When the judge asked the enforcement officer how much was the debt, the judge was told £54,000. The judge realised that £10,000 would not make a dent in this debt, especially if the trust was awarded the costs of this additional hearing The judge then dismissed the Council’s application to purchase the C J Park collection for £10,000 by private treaty and ordered the council to pay its own costs. The enforcement officer was told by the judge that it was his duty to sell seized goods to get the maximum amount of money. After three Freedom of Information Requests it was discovered that the Council had spent £18,000 on having the collection seized by bailiffs and then going to the High Court to try to buy it back.
The C J Park pharmacy collection was bought at auction by Martin Miller. Martin Miller, best known for Miller’s Antique Guides and Miller’s Gin was passionate about our heritage, and when he learned of the importance of the C J Park pharmacy to the heritage of Plymouth he decided to set up the Martin Miller Foundation to: acquire, manage and preserve heritage collections at risk across the UK. The CJ Park pharmacy was the Foundation’s first heritage acquisition.
Martin and his good friend, Ron Thomas, always felt that Mr Park’s chemist shop should eventually be repatriated to Plymouth, its rightful home. Martin sadly died in December 2013 but his widow, Ioana Miller, and Martin’s daughters decided to donate the entire collection to Park Pharmacy Trust for display somewhere in Plymouth.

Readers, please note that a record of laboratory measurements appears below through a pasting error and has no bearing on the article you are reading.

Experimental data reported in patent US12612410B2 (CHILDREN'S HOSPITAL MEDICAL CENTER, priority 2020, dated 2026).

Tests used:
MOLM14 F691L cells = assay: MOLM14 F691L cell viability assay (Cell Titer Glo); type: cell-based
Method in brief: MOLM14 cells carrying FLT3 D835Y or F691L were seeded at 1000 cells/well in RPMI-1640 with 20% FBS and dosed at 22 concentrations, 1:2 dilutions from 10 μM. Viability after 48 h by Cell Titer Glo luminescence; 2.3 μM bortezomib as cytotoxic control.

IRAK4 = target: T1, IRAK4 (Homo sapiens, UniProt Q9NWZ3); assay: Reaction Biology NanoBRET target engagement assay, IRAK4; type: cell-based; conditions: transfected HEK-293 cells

The gift from Mrs Miller is however of greater financial value than the £26,500 paid at the auction because Martin spent an additional £20,000 in fees to the auctioneer and costs associated with the dismantling and removal of the pharmacy. However, no monetary value can be put on the historical value of this magnificent unique collection of Plymouth’s social history which not only included Mr Park’s chemist shop but also hundreds of treasured items donated to Park Pharmacy Trust for display in the pharmacy. Many of these items have personal memories attached to them, such as the tin of Zambuck brought back from the trenches in World War I and donated to the collection by the soldier’s great grand daughter.
Mr Park’s chemist shop is now back in Plymouth in store and the trust wants to find a home for it in Plymouth where visitors can once again reminisce with stewards on duty in the shop. It would be great if Mr Park’s chemist shop could be rebuilt in the refurbished Merchant’s House Museum in a part of the museum that was accessible to elderly people and others with disabilities. It could eventually go the new History Museum, due to be opened in 2020.
Martin Miller, who bought the entire collection at auction in 2012, is seen outside the shop in the Merchant’s House. When Martin learned of the circumstances of the auction and the history behind the collection, he put the collection into the Martin Miller Foundation.
The council bid at the auction £21,000 but Martin Miller bought it for £26,500. The council pocketed the £26,500 and now are being offered the same collection free of charge. This story could have a fairy tale ending if the council were to once again work in partnership with Park Pharmacy Trust for the benefit of the whole community and enable Mr Park’s shop to once again be on display in Plymouth.